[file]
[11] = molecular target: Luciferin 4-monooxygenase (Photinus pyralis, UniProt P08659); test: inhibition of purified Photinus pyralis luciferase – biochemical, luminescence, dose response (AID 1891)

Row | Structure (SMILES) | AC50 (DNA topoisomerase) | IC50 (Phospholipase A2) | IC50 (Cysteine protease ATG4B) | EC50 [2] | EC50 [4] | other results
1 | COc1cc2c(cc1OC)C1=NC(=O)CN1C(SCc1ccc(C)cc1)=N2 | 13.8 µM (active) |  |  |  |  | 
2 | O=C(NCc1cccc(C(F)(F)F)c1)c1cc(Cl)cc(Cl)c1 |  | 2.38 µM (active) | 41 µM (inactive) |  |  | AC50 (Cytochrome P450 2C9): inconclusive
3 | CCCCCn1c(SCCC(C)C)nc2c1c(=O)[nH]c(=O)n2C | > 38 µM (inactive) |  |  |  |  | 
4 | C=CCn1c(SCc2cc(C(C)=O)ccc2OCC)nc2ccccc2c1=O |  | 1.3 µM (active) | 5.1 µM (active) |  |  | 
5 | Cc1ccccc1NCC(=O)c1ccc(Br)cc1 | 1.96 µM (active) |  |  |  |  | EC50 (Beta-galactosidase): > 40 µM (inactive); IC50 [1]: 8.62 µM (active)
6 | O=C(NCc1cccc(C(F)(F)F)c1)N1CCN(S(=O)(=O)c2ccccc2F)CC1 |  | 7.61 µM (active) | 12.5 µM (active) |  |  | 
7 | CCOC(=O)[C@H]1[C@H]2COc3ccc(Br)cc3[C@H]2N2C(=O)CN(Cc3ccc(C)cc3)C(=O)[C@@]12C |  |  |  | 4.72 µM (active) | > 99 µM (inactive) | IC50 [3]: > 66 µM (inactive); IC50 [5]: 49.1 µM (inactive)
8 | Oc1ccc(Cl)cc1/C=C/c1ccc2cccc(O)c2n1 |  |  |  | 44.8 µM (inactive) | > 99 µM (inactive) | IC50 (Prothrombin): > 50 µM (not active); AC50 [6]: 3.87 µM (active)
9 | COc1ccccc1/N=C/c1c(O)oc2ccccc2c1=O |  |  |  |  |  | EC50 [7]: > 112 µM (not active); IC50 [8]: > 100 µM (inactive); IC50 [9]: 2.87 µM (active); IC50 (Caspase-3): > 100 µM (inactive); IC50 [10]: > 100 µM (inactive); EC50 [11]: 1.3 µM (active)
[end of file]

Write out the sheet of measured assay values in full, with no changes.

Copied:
[11] = molecular target: Luciferin 4-monooxygenase (Photinus pyralis, UniProt P08659); test: inhibition of purified Photinus pyralis luciferase – biochemical, luminescence, dose response (AID 1891)

Row | Structure (SMILES) | AC50 (DNA topoisomerase) | IC50 (Phospholipase A2) | IC50 (Cysteine protease ATG4B) | EC50 [2] | EC50 [4] | other results
1 | COc1cc2c(cc1OC)C1=NC(=O)CN1C(SCc1ccc(C)cc1)=N2 | 13.8 µM (active) |  |  |  |  | 
2 | O=C(NCc1cccc(C(F)(F)F)c1)c1cc(Cl)cc(Cl)c1 |  | 2.38 µM (active) | 41 µM (inactive) |  |  | AC50 (Cytochrome P450 2C9): inconclusive
3 | CCCCCn1c(SCCC(C)C)nc2c1c(=O)[nH]c(=O)n2C | > 38 µM (inactive) |  |  |  |  | 
4 | C=CCn1c(SCc2cc(C(C)=O)ccc2OCC)nc2ccccc2c1=O |  | 1.3 µM (active) | 5.1 µM (active) |  |  | 
5 | Cc1ccccc1NCC(=O)c1ccc(Br)cc1 | 1.96 µM (active) |  |  |  |  | EC50 (Beta-galactosidase): > 40 µM (inactive); IC50 [1]: 8.62 µM (active)
6 | O=C(NCc1cccc(C(F)(F)F)c1)N1CCN(S(=O)(=O)c2ccccc2F)CC1 |  | 7.61 µM (active) | 12.5 µM (active) |  |  | 
7 | CCOC(=O)[C@H]1[C@H]2COc3ccc(Br)cc3[C@H]2N2C(=O)CN(Cc3ccc(C)cc3)C(=O)[C@@]12C |  |  |  | 4.72 µM (active) | > 99 µM (inactive) | IC50 [3]: > 66 µM (inactive); IC50 [5]: 49.1 µM (inactive)
8 | Oc1ccc(Cl)cc1/C=C/c1ccc2cccc(O)c2n1 |  |  |  | 44.8 µM (inactive) | > 99 µM (inactive) | IC50 (Prothrombin): > 50 µM (not active); AC50 [6]: 3.87 µM (active)
9 | COc1ccccc1/N=C/c1c(O)oc2ccccc2c1=O |  |  |  |  |  | EC50 [7]: > 112 µM (not active); IC50 [8]: > 100 µM (inactive); IC50 [9]: 2.87 µM (active); IC50 (Caspase-3): > 100 µM (inactive); IC50 [10]: > 100 µM (inactive); EC50 [11]: 1.3 µM (active)